The Entrepreneurial Fad: Why Starting a Business May Not Be The Right Thing For You

Editor's note: This is a guest post by Ally T of Australian Credit Cards

The Entrepreneurial Fad: Why Starting a Business May Not Be The Right Thing For YouHAVE YOU noticed that lately, everyone seems to be starting their own business? It's like an entrepreneurial fad - a bandwagon that everyone wants to jump on.

And while starting a business is the right thing for some people, to be honest, it's not right for everyone. Many people simply don't have what it takes to become successful in business and it will only disappoint and potentially damage them financially if they're not the right type of person. Here are 8 reasons that starting your own business may not be the right thing for you...

1. It's damn hard
2. You will not get rich quick
3. You may not make any money for a long time
4. You won't necessarily make money just from doing the things you enjoy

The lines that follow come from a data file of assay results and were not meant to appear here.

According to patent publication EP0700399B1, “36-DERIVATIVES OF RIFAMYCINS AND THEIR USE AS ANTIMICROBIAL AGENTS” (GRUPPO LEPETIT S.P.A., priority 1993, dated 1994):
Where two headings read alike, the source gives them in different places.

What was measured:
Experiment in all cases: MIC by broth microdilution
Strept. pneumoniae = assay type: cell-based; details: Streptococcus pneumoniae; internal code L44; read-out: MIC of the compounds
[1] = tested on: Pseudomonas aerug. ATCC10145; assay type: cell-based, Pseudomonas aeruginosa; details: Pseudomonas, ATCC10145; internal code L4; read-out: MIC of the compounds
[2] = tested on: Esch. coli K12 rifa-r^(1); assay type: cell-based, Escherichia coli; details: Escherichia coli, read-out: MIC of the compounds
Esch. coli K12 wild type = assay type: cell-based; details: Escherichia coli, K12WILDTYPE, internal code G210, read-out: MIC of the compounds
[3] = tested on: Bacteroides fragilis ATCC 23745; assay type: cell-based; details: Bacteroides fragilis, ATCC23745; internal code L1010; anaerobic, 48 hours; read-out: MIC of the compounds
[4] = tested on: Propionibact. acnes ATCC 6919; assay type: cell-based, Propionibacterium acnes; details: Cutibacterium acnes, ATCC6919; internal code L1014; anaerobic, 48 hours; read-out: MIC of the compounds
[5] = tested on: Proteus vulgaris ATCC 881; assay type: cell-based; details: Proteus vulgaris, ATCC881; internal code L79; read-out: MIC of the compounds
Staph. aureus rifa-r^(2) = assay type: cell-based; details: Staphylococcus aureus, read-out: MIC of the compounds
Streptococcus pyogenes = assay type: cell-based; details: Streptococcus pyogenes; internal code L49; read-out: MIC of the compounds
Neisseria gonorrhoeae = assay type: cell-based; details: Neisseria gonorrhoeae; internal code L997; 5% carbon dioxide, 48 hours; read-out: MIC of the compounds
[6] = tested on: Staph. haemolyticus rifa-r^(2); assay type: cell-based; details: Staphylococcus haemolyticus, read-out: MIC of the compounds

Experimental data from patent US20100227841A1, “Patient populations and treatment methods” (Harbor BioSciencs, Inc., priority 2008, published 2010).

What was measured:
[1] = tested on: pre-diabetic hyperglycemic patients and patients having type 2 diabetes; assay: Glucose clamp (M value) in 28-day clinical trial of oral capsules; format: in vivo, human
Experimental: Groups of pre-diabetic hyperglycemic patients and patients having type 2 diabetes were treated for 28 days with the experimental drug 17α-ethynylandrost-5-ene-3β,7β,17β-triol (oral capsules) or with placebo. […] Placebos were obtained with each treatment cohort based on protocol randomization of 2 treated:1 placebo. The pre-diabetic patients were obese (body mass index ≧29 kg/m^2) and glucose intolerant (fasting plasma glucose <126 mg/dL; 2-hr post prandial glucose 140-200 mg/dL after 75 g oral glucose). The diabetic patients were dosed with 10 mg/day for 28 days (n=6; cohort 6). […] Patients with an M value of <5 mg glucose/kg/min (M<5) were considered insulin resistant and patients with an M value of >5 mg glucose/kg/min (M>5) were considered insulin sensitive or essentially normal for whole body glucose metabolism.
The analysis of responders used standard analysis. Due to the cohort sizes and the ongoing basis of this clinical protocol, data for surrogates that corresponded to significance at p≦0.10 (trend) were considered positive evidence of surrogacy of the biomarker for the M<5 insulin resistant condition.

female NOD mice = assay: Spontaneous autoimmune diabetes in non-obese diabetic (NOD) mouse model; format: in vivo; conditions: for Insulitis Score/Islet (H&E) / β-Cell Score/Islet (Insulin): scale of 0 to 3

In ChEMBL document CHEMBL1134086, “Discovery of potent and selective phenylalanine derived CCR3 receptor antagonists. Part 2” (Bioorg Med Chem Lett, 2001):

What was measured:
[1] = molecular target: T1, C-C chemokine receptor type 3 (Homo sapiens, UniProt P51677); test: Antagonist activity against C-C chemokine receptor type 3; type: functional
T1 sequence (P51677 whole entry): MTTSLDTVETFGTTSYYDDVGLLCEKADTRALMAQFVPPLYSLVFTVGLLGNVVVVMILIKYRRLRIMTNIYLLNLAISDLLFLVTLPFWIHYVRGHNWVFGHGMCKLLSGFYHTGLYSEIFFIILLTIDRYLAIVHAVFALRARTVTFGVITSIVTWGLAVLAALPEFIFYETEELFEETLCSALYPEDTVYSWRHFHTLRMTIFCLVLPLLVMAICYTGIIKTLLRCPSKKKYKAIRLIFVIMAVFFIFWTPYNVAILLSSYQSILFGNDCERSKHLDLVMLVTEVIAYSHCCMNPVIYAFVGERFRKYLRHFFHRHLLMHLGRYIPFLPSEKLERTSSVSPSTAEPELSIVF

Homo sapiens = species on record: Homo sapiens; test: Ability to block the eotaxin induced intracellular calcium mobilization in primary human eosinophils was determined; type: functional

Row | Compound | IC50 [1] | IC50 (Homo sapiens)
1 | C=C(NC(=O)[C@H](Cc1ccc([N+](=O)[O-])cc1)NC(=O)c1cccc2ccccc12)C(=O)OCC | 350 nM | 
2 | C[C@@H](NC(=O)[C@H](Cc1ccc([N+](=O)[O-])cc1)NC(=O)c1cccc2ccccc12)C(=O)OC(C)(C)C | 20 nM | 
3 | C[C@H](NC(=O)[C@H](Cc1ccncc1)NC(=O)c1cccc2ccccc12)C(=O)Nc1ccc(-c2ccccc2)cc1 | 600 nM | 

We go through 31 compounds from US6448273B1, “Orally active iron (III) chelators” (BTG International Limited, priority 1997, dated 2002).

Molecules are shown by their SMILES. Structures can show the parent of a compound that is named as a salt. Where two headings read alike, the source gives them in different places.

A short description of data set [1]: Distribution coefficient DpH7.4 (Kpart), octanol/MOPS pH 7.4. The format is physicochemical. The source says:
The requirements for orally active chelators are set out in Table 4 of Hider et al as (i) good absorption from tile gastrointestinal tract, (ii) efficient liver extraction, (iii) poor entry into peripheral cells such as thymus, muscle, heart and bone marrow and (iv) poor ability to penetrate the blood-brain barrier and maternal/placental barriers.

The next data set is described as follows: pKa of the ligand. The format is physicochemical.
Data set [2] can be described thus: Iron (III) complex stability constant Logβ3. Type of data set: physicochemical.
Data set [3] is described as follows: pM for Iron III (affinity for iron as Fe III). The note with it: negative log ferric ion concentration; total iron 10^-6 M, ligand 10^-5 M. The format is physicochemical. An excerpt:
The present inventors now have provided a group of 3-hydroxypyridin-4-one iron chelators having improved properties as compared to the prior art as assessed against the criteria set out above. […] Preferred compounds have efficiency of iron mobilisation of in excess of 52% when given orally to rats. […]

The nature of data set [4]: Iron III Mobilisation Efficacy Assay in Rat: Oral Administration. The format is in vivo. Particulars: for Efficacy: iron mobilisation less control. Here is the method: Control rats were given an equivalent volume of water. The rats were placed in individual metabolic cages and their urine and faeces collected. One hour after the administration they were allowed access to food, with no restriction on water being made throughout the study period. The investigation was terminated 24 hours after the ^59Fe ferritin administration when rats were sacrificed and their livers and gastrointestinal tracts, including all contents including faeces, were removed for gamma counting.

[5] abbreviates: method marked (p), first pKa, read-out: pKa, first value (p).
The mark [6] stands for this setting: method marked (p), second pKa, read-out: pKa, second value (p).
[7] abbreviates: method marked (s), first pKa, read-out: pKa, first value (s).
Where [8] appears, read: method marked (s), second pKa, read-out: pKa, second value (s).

5. In today's global economy, you face global competition
6. You're still not really your own boss - your customers are
7. It will consume most, if not all, of your time
8. It's lonely

1. It's Damn Hard

Although it's great that a lot of DIY business literature is available these days, unfortunately they make it look a lot easier than it is. You won't make a buck out of your own business without putting in a whole lot of effort and, dare we say it, strain. Strain on your energy, strain on your emotional stamina, strain on your personal finances, strain on your time, strain on your relationships. Don't be fooled by anyone who says that having our own business is easy - it is not. It is damn hard. Worthwhile for those who succeed, but still, damn hard.

2. You Will Not Get Rich Quick

Anyone who gets into business hoping to get rich quick should get out again right now. Building a business is a long-term project, and the returns will be long-term - not short-term. If you want short-term money, win the lottery - don't attempt to get rich quick from a business. Successful businesses stand on the foundation of thorough research, market understanding, building a customer base and top-notch customer service, as well as business skills such as adaptability and the willingness to change according to customer demand. The person who wants a business to make them rich quick will be sorely disappointed.

3. You May Not Make Any Money for a Long Time